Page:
Now, after two months, the situation has not developed in the way that these so-called pundits and strategists had imagined. Today, conditions in Iran reveal that not reaching an agreement then was a miscalculation with disastrous consequences for the country’s economy.
Raisi should not have consulted with those people in the first place: they keep saying Iran does not need the nuclear deal and it can make do with or without the JCPOA.
To prove this claim wrong, one should go back to Hassan Rouhani’s first government, when they reached an agreement over the nuclear deal and the JCPOA was signed. Prices were stable for a few years and the price of the dollar was almost fixed for four years.
After the United States pulled out of the JCPOA, economic conditions changed in Iran. Prices started to skyrocket and never declined. The rise in prices took place under Raisi’s government and economic conditions have worsened. This is a fact that proves that Iran’s economy, despite its domestic capabilities, is in dire need of establishing cordial relations with the world.
More Than 80 Percent of Iranians Below the Poverty Line
The editorial of Arman Melli explains how the government’s budget deficit is affecting people’s tables in Iran.
Adam Smith once said that “it is not from the benevolence of the butcher, the brewer, the baker that we expect our dinner, but from their regard to their own interest. We address ourselves, not to their humanity but to their self-love….”
This is a key idea shedding light on economic activities and trade. When it was announced that the price of red meat has reached 500,000 tomans per kilo, the strangest thing happened when some denied this price, saying it is only 480,000 tomans per kilo!
From now on, we must expect such remarks on Iran’s state-run television in the coming days, with experts probably warning against the dangers of consuming red meat for health!
When economic cycles in the country are not viewed systematically, an increase in the price of red meat is not surprising. But one should ask what has happened: breeding livestock needs feed for animals, buying feed for them needs dollars, and the dollar’s price has reached 60,000 tomans. So, in a way, prices of all products are somehow tied to the price of the dollar. It makes no difference if it is household appliances, clothes, shoes, foods, etc.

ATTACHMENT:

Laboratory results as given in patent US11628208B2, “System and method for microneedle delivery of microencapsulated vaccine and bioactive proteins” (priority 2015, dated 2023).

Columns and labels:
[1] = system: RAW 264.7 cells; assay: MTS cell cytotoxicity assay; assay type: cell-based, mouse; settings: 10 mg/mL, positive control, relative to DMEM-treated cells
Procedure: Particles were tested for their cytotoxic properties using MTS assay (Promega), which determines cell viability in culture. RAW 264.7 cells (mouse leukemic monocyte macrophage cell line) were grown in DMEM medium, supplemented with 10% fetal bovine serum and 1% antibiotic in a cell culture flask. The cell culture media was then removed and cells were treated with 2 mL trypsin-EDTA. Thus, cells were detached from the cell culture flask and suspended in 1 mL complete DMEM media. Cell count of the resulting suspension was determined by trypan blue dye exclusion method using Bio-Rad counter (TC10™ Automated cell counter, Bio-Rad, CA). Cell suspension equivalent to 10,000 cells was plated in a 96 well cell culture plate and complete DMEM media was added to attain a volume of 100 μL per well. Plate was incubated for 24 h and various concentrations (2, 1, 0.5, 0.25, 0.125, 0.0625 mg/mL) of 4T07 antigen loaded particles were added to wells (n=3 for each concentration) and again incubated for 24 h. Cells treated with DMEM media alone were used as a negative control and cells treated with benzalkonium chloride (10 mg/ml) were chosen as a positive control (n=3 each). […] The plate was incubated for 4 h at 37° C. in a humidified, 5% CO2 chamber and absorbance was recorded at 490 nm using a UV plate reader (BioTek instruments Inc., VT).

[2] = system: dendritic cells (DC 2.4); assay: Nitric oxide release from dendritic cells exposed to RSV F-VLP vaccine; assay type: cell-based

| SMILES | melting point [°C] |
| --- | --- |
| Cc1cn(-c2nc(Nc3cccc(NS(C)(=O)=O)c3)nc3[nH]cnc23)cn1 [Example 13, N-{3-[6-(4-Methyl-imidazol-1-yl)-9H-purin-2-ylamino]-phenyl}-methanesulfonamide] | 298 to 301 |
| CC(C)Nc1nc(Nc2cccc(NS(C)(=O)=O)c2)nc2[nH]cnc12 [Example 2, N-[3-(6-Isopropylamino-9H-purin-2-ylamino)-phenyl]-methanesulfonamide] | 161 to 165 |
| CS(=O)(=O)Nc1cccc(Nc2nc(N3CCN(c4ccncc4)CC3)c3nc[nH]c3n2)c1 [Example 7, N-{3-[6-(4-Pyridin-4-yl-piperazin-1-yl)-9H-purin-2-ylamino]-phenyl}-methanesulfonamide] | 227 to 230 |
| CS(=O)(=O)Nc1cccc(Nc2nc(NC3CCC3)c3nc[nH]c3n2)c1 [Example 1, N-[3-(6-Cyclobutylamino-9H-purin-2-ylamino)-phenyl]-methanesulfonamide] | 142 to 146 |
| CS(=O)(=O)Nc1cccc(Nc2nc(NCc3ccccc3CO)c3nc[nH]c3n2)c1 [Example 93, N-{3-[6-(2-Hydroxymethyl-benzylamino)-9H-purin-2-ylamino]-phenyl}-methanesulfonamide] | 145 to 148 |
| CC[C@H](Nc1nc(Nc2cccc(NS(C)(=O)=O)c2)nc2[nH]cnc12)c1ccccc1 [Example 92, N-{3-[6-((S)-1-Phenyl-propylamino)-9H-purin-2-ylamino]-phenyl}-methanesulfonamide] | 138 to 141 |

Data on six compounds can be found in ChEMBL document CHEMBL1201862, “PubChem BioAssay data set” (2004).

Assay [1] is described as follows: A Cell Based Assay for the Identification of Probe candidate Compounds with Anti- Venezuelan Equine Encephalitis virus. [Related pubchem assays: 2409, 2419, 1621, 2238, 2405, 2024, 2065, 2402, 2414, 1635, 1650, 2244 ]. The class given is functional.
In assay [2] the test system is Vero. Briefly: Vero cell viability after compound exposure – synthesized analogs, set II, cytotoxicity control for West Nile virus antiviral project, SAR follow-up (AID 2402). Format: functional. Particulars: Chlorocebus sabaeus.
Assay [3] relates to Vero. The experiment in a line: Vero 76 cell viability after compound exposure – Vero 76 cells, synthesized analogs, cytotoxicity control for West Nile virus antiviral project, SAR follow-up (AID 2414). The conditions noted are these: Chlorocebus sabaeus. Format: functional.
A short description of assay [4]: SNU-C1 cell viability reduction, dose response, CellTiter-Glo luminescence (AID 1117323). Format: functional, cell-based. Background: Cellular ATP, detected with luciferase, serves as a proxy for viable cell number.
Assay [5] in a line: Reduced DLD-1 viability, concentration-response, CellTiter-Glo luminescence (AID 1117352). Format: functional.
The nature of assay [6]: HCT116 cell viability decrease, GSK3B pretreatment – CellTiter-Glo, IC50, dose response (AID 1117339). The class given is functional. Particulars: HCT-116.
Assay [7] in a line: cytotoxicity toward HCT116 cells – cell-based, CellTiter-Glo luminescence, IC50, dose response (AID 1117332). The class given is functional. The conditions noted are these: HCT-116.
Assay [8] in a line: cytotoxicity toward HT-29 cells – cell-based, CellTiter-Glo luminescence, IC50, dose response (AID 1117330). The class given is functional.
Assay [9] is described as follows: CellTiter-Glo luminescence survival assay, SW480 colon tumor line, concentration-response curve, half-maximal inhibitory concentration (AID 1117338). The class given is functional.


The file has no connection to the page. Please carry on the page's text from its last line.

But does the government have a role in the rise in prices? Of course! When there is a budget deficit of 400,000 billion tomans in Iran’s economy, it means more debts, more growth in liquidity and more inflation. This inflation is going to have a damaging impact on people’s lives. People have to stop using more and more basic goods and essential foods. So, this will not be limited to dropping red meat from Iranian people’s tables, it will soon spread to dairy, rice, eggs, etc.
Iranian Government Tightens the Noose Around Women Again
Five months after the nationwide protest movement of “Woman, Life, Freedom” in Iran which shook the pillars of the Iranian ruling establishment, the authorities are now targeting its core: women. From girl students at primary schools who are being systematically poisoned to women employees at pharmacies, no one is ruled out from this new offensive.
Following women’s unveiling in public places, one of the outcomes of the recent protest movement, Iran’s Food and Drug Organization has issued a directive, ordering female employees at pharmacies to wear tight black head coverings (maghnaeh) at work.
The directive, not being limited to employees, is required to be displayed where it can be visible to customers as well. Moreover, all pharmacy owners are obliged to make a written commitment in this regard.
So far, at least two pharmacies have been sealed off due to their employees’ way of wearing the hijab. In the same vein, a physician’s office was shut down because he objected to a patient who had warned another patient about her hijab at his office.
Social media users, however, have vehemently reacted to such bizarre restrictions by questioning the issue, saying the authorities should address the scarcity of medication in the country instead of talking about wearing maghnaeh.
Meanwhile, new notices were disseminated at universities, threatening students about “hijab regulations,” saying if they do not observe them on campus as well as in “all streets and alleys around the university” they will face “disciplinary sentences.”
The new crackdown on women comes at a time when the country is grappling with an unprecedented currency crisis, among other problems, to which officials have no solution.
While clerics disregard the dire economic issues, expressing concerns over “cultural disarray” caused by women’s unveiling or “improper veiling,” Tehran Friday Prayer Kazem Sadighi offered a quick fix this week, “Weep in solitude and solve the country’s problems with praying,” he told people.
Victim’s Uncle to “the One Who Pulled the Trigger:” You Ruined a Family!
The uncle of Kian Pirfalak, a child who was killed in the protests in the southern city of Izeh, posted a story on his Instagram page addressed to the person who pulled the trigger to kill Kian, writing, “You ruined a family.”